The same principle applies to meetings outside the legal arena. If you have to be at a meeting, act like the foreman. Take an active role in the discussion to frame the issue, bring out the various views, point out the commonalities and move the group toward action. The foreman is a facilitator, not a dictator, and it is a good model to follow.  

You don’t need to hold an official position of power to help move the meeting along. If you have been convened with the purpose of deciding, step up to the role. Whether your goal is group consensus or majority rule, you can help drive the discussion to facilitate action.  

Don’t just sit there and be guilty of leaving the verdict of the meeting in someone else’s hands.

Originally published in modified form on November 28, 2012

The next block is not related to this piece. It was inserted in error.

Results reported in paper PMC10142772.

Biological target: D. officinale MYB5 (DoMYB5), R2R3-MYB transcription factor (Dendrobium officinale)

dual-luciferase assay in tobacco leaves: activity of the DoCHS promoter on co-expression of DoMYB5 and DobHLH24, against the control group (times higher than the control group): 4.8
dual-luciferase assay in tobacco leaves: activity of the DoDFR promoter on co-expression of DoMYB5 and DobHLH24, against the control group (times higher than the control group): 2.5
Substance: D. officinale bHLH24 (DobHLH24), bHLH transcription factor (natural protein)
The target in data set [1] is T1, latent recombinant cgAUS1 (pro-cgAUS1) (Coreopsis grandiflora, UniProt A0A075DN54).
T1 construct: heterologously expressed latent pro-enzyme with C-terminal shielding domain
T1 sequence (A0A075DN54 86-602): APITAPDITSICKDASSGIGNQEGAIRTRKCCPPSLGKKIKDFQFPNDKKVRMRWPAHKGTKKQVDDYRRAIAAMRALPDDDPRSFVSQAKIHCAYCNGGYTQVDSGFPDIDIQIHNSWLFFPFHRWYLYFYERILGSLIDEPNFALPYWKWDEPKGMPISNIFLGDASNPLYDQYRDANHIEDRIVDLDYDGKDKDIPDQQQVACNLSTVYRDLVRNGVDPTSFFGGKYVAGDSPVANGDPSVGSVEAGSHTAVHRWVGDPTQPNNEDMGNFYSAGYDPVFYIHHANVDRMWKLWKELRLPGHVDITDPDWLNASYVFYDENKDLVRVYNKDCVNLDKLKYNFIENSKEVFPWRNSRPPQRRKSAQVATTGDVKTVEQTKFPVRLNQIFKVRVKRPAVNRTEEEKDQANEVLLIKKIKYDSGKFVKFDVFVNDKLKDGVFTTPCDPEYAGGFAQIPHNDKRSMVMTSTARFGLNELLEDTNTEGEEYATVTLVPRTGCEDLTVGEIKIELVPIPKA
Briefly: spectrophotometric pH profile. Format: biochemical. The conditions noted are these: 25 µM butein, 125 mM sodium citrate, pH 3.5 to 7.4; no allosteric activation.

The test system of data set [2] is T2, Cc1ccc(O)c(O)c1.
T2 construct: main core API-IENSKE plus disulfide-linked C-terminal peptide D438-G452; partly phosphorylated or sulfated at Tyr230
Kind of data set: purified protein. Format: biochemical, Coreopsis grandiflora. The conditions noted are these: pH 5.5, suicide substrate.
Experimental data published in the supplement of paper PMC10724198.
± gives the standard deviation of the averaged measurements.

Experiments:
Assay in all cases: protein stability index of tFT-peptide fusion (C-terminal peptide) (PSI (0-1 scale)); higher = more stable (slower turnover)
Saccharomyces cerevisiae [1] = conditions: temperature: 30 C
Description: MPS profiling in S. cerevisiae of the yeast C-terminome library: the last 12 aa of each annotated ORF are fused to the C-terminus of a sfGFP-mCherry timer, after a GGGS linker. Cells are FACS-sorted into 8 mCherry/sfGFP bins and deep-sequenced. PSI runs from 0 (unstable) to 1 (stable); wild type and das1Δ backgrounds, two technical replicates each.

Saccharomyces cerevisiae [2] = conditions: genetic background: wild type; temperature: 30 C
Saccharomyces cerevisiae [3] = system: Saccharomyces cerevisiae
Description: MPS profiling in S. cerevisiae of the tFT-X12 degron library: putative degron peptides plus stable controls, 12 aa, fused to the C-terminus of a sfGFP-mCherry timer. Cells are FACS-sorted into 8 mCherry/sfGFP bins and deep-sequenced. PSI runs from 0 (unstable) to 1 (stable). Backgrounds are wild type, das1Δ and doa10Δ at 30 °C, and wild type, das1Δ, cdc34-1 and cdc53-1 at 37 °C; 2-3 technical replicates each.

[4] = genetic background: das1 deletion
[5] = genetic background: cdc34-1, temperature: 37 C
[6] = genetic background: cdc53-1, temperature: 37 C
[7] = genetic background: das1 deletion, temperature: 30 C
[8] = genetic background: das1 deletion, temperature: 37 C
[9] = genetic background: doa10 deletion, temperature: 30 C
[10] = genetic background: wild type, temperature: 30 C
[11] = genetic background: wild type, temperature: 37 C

leadership dot #161a: lily pads

Q:  There is one lily pad floating on a pond. Every day the number of lily pads in the pond will double. If it will take one month to cover the entire pond with lily pads, on what day will the pond be half-covered?

A:  On the 29th day

If this was a change initiative project, everyone who wasn’t directly involved in the implementation would be “wowed” on day 30 when the full effort was unveiled. People think that change happens in big increments instead of a series of small ones, and it is this illusion that allows change to take on mythical powers. Nothing could be further from the truth.